Social conditioning is a powerful tool that can be used for good or bad purposes. Unfortunately, it can have negative effects on both children and adults. Here are some tips to help overcome social conditioning:

1. Recognize and label your emotions. When you’re feeling an emotion, ask yourself whether it’s based on reality or social conditioning. For example, if you’re angry because you think someone is laughing at you, take a step back and ask yourself why you’re feeling that way. Is it because the person is actually laughing? Or is it because you’ve been told that being angry is a proper reaction? Once you know the answer, you can begin to challenge the social conditioning that’s causing your anger.

2. Resist peer pressure. It’s easy to follow the crowd when there’s a group of people around who are urging you to do something. But resist the temptation! If you don’t want to do something, Say no! You might not be popular at first, but in the long run it will be worth it.

3. Address underlying issues. If a situation causes you stress or anxiety, don’t try to fix the problem using social conditioning techniques. Instead, find out what’s reallybothering you. Is it a fear or insecurity? If so, try addressing that issue head on. If not, look for ways to reduce the stress caused by the situation.

4. Be honest with yourself. If you want to change your behavior, be honest with yourself about why you’re trying to do so. Are you hoping to feel better about yourself? Or are you trying to conform to society’s expectations? Be honest with yourself, and stick to your goals.

5. Set boundaries. Sometimes we need space in order to process our emotions. When this happens, it’s important to set boundaries with others. Let them know when you need time alone, and make sure they understand that your needs are important to you.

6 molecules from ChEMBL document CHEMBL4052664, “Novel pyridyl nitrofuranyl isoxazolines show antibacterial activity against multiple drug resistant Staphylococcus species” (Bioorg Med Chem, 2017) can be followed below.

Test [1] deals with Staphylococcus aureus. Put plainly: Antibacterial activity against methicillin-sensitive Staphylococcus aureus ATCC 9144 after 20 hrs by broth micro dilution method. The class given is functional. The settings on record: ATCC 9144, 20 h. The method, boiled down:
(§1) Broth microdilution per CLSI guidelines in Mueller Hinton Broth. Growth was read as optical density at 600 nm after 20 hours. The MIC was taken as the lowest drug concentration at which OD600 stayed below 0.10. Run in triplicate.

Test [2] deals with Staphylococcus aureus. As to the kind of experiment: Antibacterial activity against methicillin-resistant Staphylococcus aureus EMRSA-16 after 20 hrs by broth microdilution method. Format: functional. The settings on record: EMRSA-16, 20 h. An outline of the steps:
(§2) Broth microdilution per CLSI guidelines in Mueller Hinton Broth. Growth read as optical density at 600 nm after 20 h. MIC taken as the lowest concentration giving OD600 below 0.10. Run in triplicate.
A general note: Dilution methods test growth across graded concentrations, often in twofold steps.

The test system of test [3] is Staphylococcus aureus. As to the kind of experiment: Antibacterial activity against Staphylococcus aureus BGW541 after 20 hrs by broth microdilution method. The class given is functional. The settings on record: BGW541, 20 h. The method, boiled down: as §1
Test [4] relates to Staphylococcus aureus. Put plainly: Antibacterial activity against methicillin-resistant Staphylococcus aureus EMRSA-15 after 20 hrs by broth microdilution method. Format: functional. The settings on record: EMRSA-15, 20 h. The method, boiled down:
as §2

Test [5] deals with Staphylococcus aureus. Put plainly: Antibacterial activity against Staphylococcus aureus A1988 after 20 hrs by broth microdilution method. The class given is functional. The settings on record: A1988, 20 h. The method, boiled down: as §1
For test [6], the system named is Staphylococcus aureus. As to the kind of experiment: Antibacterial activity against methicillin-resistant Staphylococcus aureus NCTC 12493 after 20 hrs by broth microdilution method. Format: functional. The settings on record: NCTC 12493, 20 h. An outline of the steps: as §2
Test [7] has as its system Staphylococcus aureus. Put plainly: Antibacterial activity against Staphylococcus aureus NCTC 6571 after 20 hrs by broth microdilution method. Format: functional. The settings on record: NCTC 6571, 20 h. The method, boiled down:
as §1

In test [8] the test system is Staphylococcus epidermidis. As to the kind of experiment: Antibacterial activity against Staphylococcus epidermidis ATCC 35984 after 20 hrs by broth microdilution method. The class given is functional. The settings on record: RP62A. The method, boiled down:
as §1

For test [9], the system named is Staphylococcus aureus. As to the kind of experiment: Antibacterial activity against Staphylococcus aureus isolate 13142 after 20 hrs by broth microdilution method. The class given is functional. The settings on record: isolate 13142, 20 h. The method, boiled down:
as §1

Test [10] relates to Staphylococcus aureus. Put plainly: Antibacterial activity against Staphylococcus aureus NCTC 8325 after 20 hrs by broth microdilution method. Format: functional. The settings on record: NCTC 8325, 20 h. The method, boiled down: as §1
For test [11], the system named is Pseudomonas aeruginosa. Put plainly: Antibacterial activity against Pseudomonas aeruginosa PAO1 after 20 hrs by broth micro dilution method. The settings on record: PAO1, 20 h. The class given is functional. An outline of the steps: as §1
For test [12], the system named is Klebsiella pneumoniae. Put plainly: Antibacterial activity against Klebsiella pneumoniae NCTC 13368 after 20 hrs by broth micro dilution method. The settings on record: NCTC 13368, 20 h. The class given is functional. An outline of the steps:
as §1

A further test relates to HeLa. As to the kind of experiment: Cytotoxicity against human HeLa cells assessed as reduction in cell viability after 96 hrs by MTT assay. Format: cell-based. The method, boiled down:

6. Practice self-compassion. When we’re struggling, it’s easy to forget that we’re not alone. We can practice self-compassion by focusing on the things that are going well in our lives. Recall happy memories from the past, and remind yourself that you’re capable of handling difficult situations.

7. Seek professional help. If social conditioning is causing significant problems in your life, it might be worth seeking professional help. A therapist or counselor can provide support and guidance as you work to overcome your conditioning.

8. Be patient. It can take a while to change our behavior based on social conditioning. Don’t get discouraged if the progress is slow at first. Over time, you’ll see significant improvements in your life.

9. Be open to change. It’s important to be open to change, even if it doesn’t seem like it will make a big difference right now. As you continue to challenge your social conditioning, you might find that your behavior changes for the better.

Conclusion

We live in a society that is constantly bombarding us with messages and ideals about how we should look and act. We are taught to think in terms of “shoulds,” rather than “oughts,” which can have negative consequences for our mental and physical health. For example, when we are constantly told that we need to be thin or fit, it can lead to an unhealthy obsession with weight and body image. This type of social conditioning can also have a negative impact on our eating habits and overall daily routine. Instead of living according to arbitrary standards set by others, why not try embracing positive self-esteem?

We live in a society where we are constantly bombarded with messages and ideals about how to think, look and act. We inherited social conditioning from our parents and they inherited from their parents. We are trapped into thinking that we are not good enough, regadless how hard we work, it is never "good enough", which has negative consequences for our mental and physical health.
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Dr Marina Nani

Editor-in-Chief of Rich Woman Magazine, founder of Sovereign Magazine, author of many books, Dr Marina Nani is a social edification scientist coining a new industry, Social Edification.
Passionately advocating to celebrate your human potential, she is well known for her trademark "Be Seen- Be Heard- Be You" running red carpet events and advanced courses like Blog Genius®, Book Genius®, Podcast Genius®, the cornerstones of her teaching.
The constant practitioner of good news, she founded MAKE THE NEWS
( MTN) with the aim to diagnose and close the achievement gap globally.
Founder of RICH WOMAN SOCIETY™, the first private community for Conscious Influencers, Marina believes that there is a genius ( Stardust) in each individual, regardless of past and present circumstances.
"Not recognising your talent leaves society at loss. Sharing the good news makes a significant difference in your perception about yourself, your industry and your community."